Motivation and Self-Esteem
I had a great training day the other day on motivation and self-esteem. During it I recommended a simple technique for increasing self-esteem which I have found over the years to work. One of my clients said, “You ought to write about that”. Hm. Good idea.
Dr Nathaniel Brandon called self-esteem the single most powerful force in our existence. On it everything depends. As he goes on to say: “Of all the judgments we pass in life, none is more important than the judgment we pass on ourselves.”
Unsurprisingly, self-esteem is a core component of motivation. Three key factors feed into motivation: our personality, our self-concept, and our expectations. In brief, the self-concept or self-identity comprises three main components: the ideal self, the self image, and the self esteem. The heart of our self-concept is our self esteem – there we feel ourselves.
The problem is – for many – that what we feel is ‘crummy’ or rotten, and then we go through the processes of disguise or of creating the false self images, or what Branden called the “pseudo self esteem” – a personal reality characterised and motivated by fear. This leads to living not in a universe of facts but in a “universe of people”, whereby people derive their opinion of themselves not from within but from others’ views. This creates dependency and lack of authenticity.
What can be done about this? Well clearly, read the books of Nathaniel Branden for one thing! According to Google there are 2548 references to self-esteem on my laptop; and 18,500,000 on the Web – so plenty to choose from!
More specifically, then, here is one technique that I love. Most people know of affirmations – repeating (a mantra as it were) a positive, present-tense, and personal statement to yourself. The idea is to hypnotise yourself into believing and subsequently manifesting the core idea that is currently not reality. So, for example, the great Brian Tracey’s favourite affirmation is: “I like myself”. One is specifically advised to repeat the phrase with feeling, intensity and frequency so that the sub-conscious will accept it. It can work but the problem is: the subconscious frequently doesn’t accept it. In effect it says, “Come on – like yourself? Get real – you hate yourself!”
One way round this rejection by the subconscious is to repeat the phrase but use a more deeply embedding process. For example, combine the affirmation with Emotional Freedom Technique (EFT) and the result is much more powerful. This really does work because the tapping procedure directly accesses the sub-conscious through the acupuncture meridians, and the ingenious methodology that Gary Craig discovered also involves a ‘psychological reversal’ tapping to prevent sub-conscious rejection! Wow!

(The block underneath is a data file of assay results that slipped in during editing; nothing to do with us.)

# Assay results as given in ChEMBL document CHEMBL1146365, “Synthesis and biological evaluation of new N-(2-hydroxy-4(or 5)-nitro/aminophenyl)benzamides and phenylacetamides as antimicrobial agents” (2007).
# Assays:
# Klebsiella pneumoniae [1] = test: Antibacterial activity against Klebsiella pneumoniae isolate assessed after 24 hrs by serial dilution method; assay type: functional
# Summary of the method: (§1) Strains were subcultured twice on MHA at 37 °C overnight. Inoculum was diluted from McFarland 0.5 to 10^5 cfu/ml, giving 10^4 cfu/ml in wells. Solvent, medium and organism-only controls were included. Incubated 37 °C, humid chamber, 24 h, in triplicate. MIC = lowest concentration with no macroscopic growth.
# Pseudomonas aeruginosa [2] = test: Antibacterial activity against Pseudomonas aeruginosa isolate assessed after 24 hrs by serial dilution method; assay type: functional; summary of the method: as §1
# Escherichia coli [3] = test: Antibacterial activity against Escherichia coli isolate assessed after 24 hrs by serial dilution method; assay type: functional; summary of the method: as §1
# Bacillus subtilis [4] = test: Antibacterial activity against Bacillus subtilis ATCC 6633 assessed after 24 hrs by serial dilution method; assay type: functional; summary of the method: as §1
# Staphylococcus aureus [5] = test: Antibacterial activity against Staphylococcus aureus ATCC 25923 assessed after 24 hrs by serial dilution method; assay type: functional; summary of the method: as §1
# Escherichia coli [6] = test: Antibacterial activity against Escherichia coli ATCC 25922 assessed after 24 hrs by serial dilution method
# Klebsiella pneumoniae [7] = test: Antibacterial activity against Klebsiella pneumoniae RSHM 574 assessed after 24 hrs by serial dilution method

However, not everyone has the time to go and learn EFT. So, here at last is something simple which I really like and do myself on a daily basis: ensure at the end of every day that you log at least 3 things, activities, or words that feel good to you. And when I say log I only mean you have to capture it in one sentence, so we are not talking about huge diary commitments. That’s it!
What’s so powerful about it, then? In one word: evidence. When you think about it, the subconscious is like a jury in trial. You say you like yourself, right? But what evidence is there that substantiates that affirmation? And when you think of this you remember that most of us seem to spend an inordinate amount of time logging all the negative stuff we do or which happens to us. How many of you have had an almost perfect when towards the end of it the boss came up and made some casual remark which troubled you till bed time and beyond? We seem to have an inordinate capacity to focus on the bad stuff.
By focusing on the good stuff, logging it, and then subsequently reviewing it, we remind ourselves of our best side. Even better, as in a trial, written evidence has far more clout than casual hearsay of memory. It’s almost believable because it’s in writing – it’s authored – and so an authority. Over time – and it’s not an immediate fix – we begin to believe, at last, that we are capable of goodness, that people like and admire us, and that within us there is worth. Ultimately we can become independent of others’ perceptions – we know who we are and we like that.
Give it a try for a month. Get a new note book. Use one page per day. Date each day and log three ‘achievements’ (no matter how small) or good words by you or to you. I have done it for eight years and the truth is that after you have accumulated this body of evidence you begin to feel pretty wonderful about yourself whatever anyone else may say.
If you are a business coach or management consultant or people development or HR expert who wishes to grow your business, access unique and proprietary motivational technology, be able to recruit and retain sub-licensees, join a growing family of motivational experts across the globe, then speak to James Sale.
Motivational Maps have licensees in twelve countries across the world – and are now in six languages – and there are plenty more countries to penetrate! Even within those twelve countries where we currently are, there is big scope for further expansion.
For more information about Motivational Maps: –
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